Context:

Chola-era inscriptions are found to bear testimony to the qualifications required for members of the village administrative council.

Chola inscriptions at Thenneri village in Kancheepuram district also shed light on how farm produce was taxed.

Relevance:

Prelims, GS-I: History (Indian History – Ancient, Sources of History), GS-I: Art and Culture

Dimensions of the Article:

  1. About the Chola Inscriptions
  2. About the temples and Thenneri
  3. About the Chola dynasty

About the Chola Inscriptions

  • The inscriptions of Uthiramerur in Kancheepuram district talk about ‘Kudavolai’ — a system to elect members to annual committee (‘variyam’), garden committee, tank committee and other committees for 30 wards.
  • Thenneri inscriptions in Kancheepuram talk about laying down qualifications for candidates to village administrative committees (‘perumkuri sabai’).
  • The inscriptions show that the rulers were considerate while taxing agricultural produce – For areca nuts and banana, only 50% tax would be collected in the beginning until the yield. Farmers would pay full tax only after the trees started yielding fruits.

About the temples and Thenneri

  • The inscriptions are on the walls of the Kanthaleeswarar temple on the banks of the Thenneri lake – constructed by Sembian Mahadevi, the grandmother of Chola King Rajaraja, in memory of her son Uthama Chola.
  • Perumpanattrupadai, a Sangam-era literary work, refers to the king who created the Thenneri lake as ‘Thondaiman Ilanthiraiyan’. (The copper plates of the Pallava period refer to the lake as ‘Thiraiyan Eri’.)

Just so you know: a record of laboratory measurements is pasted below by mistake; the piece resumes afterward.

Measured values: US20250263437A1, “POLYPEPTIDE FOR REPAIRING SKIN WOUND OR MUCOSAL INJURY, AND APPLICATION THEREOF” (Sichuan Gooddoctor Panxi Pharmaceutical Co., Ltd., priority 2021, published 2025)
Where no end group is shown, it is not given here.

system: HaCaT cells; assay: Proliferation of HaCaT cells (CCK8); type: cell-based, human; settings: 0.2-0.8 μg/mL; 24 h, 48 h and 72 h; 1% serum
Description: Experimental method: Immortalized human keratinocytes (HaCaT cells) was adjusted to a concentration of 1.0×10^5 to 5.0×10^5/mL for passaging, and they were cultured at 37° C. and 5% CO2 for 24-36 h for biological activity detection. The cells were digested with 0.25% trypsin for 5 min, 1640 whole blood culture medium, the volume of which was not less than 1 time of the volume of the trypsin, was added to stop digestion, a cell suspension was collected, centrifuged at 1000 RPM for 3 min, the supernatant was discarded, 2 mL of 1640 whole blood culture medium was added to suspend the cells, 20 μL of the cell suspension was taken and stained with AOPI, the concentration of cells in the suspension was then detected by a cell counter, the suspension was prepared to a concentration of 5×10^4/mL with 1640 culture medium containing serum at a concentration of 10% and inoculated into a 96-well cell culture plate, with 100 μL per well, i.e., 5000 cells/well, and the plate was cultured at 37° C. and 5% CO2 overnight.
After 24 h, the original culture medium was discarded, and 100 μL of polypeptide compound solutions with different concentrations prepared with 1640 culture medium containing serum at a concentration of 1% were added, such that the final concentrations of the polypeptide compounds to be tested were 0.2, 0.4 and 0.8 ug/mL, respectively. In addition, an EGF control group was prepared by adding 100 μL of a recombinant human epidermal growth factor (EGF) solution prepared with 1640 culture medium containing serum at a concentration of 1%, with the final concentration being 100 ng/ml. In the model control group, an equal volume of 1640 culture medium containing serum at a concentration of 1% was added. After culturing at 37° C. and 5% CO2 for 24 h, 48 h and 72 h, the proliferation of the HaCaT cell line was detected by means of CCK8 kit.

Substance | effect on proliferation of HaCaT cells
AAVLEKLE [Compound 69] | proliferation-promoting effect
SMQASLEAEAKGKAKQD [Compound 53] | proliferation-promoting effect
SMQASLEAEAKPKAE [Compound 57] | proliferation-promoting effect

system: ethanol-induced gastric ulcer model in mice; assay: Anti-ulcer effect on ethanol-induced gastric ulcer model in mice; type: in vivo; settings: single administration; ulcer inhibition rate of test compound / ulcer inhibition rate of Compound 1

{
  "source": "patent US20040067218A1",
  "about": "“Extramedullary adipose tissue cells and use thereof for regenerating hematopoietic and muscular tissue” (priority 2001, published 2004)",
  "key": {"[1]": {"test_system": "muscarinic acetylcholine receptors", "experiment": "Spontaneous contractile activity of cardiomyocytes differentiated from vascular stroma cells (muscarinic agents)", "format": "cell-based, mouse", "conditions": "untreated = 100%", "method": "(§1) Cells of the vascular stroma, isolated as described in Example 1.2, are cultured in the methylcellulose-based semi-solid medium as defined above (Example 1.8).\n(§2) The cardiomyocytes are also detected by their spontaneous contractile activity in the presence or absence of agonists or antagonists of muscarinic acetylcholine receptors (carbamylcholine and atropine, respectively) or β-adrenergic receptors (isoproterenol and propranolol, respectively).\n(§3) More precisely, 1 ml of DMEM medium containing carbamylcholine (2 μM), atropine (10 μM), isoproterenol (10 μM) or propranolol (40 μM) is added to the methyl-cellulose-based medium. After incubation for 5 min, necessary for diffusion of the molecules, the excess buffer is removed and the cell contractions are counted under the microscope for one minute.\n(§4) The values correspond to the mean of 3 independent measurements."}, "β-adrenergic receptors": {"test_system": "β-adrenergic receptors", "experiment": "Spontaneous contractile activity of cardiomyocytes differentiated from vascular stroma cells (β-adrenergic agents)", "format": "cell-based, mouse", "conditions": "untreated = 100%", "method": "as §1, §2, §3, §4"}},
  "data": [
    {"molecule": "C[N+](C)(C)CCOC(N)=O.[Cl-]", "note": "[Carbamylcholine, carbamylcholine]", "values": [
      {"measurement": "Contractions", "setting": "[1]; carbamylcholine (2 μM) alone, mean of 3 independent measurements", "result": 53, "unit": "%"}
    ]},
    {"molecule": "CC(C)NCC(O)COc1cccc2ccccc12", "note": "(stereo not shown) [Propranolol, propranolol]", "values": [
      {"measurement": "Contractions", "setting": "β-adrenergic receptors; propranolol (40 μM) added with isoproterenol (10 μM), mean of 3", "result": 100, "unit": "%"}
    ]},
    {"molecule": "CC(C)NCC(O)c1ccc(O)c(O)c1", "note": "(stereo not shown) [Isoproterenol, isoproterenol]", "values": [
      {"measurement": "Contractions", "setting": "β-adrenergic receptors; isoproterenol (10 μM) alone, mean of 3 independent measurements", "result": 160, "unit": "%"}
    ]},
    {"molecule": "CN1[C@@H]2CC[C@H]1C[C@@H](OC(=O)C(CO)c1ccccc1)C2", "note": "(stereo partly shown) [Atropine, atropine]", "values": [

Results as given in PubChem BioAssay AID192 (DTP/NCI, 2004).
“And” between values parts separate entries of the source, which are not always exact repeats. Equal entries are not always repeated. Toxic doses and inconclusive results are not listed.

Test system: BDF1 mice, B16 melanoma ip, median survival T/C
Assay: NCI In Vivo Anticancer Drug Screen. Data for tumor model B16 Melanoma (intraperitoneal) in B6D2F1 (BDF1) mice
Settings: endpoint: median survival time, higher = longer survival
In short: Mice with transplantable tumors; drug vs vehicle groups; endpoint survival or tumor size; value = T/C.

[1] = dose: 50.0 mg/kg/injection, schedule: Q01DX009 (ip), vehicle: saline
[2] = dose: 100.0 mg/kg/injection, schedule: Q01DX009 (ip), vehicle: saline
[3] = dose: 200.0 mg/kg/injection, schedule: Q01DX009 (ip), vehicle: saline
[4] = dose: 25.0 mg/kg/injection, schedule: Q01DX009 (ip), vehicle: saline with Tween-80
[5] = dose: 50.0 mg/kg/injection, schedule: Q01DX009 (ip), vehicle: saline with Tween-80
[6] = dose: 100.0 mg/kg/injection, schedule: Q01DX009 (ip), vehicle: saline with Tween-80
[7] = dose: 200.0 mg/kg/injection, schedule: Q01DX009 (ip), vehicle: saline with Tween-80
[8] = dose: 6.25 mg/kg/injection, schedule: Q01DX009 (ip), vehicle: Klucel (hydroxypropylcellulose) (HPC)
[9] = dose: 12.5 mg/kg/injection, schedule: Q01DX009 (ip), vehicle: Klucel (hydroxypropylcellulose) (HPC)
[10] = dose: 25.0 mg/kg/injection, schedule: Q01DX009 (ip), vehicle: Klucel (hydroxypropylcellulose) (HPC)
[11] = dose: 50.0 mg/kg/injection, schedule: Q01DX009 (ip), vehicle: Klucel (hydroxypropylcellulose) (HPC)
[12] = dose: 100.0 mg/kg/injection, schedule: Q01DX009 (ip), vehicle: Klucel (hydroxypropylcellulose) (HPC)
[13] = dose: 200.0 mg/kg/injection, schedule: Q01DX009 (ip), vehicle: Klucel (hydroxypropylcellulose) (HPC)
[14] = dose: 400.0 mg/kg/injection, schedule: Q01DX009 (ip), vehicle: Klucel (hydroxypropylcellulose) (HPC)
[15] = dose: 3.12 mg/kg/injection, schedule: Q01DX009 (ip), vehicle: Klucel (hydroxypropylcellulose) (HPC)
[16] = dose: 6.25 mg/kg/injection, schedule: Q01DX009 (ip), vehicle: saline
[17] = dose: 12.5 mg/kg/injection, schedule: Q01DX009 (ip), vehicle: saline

About the Chola dynasty

  • The Chola dynasty was an empire of southern India with the earliest datable references tracking all the way back to inscriptions from the 3rd century BCE left by Ashoka, of the Maurya Empire.
  • The Chola was one of the Three Crowned Kings of Tamilakam, along with the Chera and Pandya.
  • The dynasty continued to govern over varying territory until the 13th century CE.
  • The heartland of the Cholas was the fertile valley of the Kaveri River, but they ruled a significantly larger area at the height of their power from the later half of the 9th century till the beginning of the 13th century.
  • Under Rajaraja Chola I and his successors Rajendra Chola I, Rajadhiraja Chola, Virarajendra Chola, and Kulothunga Chola I, the dynasty became a military, economic and cultural power in South Asia and South-East Asia.

Military Conquests

  • The Chola fleet represented the zenith of ancient Indian sea power.
  • During the period 1010–1153, the Chola territories stretched from the islands of the Maldives in the south to as far north as the banks of the Godavari River in Andhra Pradesh.
  • Rajendra Chola sent a victorious expedition to North India that touched the river Ganges and defeated the Pala ruler of Pataliputra, Mahipala.
  • In 1025, he also successfully invaded cities of Srivijaya of Malaysia and Indonesia.

Art and Architecture

  • Their patronage of Tamil literature and their zeal in the building of temples has resulted in some great works of Tamil literature and architecture.
  • The Chola kings were avid builders and they were also well known for their art, specifically temple sculptures and ‘Chola bronzes’ (exquisite bronze sculptures of Hindu deities built in a lost wax process they pioneered).
  • The medieval Cholas are best known for the construction of the magnificent Brihadisvara temple at Thanjavur.

-Source: The Hindu

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